LightCycler® 480 Real-Time PCR System in Human Genetics
Featured project: High-Resolution Melting for CFTR Mutation Scanning
Stefanie Beck-Wödl and Peter Bauer
Molecular Pathology Research and Development Laboratory, Department of Pathology, University of Tübingen, Germany
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Cystic fibrosis (CF) is the most common autosomal recessive monogenic disease (1:2500, with a carrier frequency of 1 in 25). More than 1,000 mutations are described in the CFTR (cystic fibrosis transmembrane conductance regulator) gene. In Germany, 86% of all CFTR alleles are defined by 19 different mutations, with F508del being the most prevalent (73%). These alleles are located in nine different PCR fragments. Complete gene analysis by scanning and/or sequencing is seldom performed because of the cost, time, and labor involved. High-resolution melting analysis (HRM) is a rapid, closed-tube alternative.
To assess the feasibility of using HRM in CFTR mutation screening for research purposes, we set up PCR protocols for CFTR exons 4, 7, 10, 11, 14b, 19, 20, and 21, enabling the analysis of the most prevalent CFTR mutations in the German population. In parallel, unlabeled probes were tested to directly discern known CFTR mutations in these exons.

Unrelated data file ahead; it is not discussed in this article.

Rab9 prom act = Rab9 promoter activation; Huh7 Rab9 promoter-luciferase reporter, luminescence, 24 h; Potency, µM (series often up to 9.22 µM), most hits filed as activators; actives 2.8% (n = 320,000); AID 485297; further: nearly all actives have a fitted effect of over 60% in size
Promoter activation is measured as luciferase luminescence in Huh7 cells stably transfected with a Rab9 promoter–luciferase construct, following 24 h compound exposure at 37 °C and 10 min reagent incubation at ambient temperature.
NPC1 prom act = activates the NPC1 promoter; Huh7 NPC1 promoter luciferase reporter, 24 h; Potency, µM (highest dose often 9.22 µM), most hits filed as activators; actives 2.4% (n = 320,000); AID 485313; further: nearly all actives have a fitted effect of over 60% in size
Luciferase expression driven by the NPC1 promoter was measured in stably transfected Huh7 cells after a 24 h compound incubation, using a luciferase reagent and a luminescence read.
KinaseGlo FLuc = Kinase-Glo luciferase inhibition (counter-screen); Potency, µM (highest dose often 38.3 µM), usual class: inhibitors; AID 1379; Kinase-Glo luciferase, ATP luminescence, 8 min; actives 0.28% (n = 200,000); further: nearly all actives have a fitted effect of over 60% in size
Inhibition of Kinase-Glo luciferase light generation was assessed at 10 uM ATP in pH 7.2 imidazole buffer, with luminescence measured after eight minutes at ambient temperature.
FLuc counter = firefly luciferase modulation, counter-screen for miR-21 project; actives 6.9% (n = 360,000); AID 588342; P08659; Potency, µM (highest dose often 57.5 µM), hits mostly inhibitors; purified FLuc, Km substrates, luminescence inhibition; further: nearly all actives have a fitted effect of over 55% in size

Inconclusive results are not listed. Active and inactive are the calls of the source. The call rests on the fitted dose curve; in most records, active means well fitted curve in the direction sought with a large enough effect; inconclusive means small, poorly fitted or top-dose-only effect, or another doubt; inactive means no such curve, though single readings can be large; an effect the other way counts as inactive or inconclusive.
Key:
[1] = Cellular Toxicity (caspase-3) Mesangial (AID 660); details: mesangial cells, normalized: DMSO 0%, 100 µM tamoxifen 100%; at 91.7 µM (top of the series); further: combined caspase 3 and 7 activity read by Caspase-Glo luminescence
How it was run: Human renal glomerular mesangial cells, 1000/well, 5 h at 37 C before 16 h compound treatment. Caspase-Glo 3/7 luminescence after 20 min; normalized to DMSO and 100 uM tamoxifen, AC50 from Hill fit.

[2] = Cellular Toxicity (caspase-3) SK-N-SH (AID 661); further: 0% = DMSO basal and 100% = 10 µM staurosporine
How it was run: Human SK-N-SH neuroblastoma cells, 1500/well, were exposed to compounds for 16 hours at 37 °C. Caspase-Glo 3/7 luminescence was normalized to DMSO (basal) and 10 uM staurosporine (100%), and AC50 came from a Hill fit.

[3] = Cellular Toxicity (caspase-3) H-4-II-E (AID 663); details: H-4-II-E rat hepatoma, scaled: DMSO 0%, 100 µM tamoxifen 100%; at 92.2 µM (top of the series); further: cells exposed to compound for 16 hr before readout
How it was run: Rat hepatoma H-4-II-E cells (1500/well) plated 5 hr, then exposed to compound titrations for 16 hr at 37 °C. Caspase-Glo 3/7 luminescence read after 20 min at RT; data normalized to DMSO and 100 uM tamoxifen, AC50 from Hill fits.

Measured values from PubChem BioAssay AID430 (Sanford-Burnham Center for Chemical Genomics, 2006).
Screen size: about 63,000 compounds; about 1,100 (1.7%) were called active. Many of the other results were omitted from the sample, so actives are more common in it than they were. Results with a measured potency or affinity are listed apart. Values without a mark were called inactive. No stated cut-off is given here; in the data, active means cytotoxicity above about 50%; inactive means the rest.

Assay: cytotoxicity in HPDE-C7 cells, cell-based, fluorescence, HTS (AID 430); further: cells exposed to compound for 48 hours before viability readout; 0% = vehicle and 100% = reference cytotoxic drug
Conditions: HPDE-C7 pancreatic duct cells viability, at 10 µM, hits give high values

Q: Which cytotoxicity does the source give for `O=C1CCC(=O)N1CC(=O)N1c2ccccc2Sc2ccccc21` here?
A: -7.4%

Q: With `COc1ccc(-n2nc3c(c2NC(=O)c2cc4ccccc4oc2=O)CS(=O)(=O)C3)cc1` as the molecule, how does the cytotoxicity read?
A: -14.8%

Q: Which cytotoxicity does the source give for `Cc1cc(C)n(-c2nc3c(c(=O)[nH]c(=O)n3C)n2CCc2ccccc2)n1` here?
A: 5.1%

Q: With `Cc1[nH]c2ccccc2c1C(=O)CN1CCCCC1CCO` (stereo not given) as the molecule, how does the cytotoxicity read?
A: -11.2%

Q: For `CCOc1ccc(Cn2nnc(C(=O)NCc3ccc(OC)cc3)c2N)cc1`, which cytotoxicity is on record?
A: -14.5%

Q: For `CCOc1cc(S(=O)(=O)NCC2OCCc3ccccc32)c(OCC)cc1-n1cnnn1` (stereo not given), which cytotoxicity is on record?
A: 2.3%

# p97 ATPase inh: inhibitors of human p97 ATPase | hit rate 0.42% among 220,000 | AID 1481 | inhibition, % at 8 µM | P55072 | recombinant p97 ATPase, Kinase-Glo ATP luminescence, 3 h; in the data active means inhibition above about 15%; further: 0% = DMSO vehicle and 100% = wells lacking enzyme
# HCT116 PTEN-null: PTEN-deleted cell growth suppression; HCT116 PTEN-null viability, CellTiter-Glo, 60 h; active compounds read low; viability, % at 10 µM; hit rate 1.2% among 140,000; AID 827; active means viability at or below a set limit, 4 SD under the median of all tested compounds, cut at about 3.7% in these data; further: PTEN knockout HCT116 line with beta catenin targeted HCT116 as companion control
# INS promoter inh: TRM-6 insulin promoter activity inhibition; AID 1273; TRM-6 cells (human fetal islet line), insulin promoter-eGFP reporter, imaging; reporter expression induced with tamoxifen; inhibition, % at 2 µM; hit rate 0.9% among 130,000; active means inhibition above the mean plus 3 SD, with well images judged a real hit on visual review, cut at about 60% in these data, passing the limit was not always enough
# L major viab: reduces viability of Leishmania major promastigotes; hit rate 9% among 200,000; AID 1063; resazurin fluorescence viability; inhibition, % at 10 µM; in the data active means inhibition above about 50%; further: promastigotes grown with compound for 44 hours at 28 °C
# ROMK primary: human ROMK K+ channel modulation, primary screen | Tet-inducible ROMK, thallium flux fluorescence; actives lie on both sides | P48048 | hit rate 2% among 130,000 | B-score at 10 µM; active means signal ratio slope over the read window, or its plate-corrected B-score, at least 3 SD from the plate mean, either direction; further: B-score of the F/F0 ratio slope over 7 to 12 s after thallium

Materials and Methods
Several CFTR-mutation-positive samples were selected for this study, including samples for F508del, I507del, R117H, R347P, G542X, G551D, R553X, 1717-1G>A, 2789+5G>A, S1255X, W1272X, and N1303K. CFTR genotypes had been previously confirmed for all samples, either by direct sequencing or RFLP-analysis. Unlabeled probes were designed complementary to the wild-type sequences. PCR fragments usually had amplicon lengths of less than 400 bp. Amplification was carried out for 45 cycles followed by a melting curve from +50 to +85°C. Ten picomoles of each primer and 3 pmol of each unlabeled probe were used for detection.
Results and Discussion
So far, we have been able to establish an HRM analysis panel with 18 CFTR mutations amplified in one PCR assay. This panel covers approximately 85% of the German population. All mutations in this panel were determined to be heterozygous, as indicated by aberrant melting curves. F508del and compound heterozygote alleles in exon 11 (G551D/R553X) where clearly discernible by analysis of the melting curves of the unlabeled probes.
Figure 1: Genetic variation in the human CFTR gene analyzed by high-resolution melting. A 198 bp fragment of the human CFTR gene was amplified using the LightCycler® 480 High Resolution Melting Master and subjected to amplicon melting at high resolution. Difference plot analysis revealed three different groups of heterozygotes (blue, red, and green) in addition to the homozygous samples (black).
Figure 2: Genotype differentiation using high-resolution melting analysis in the presence of unlabeled probes. Samples not differentiated by amplicon melting alone (green in Figure 1) could be separated based on the Tm of an unlabeled probe covering both mutated sites (see insert).
High-resolution melting analysis with unlabeled probes enables accurate genotyping and mutation screening in the CFTR gene. The sensitivity obtained in this experiment was almost 100%, and specificity was guaranteed by mutation-specific melting peaks.
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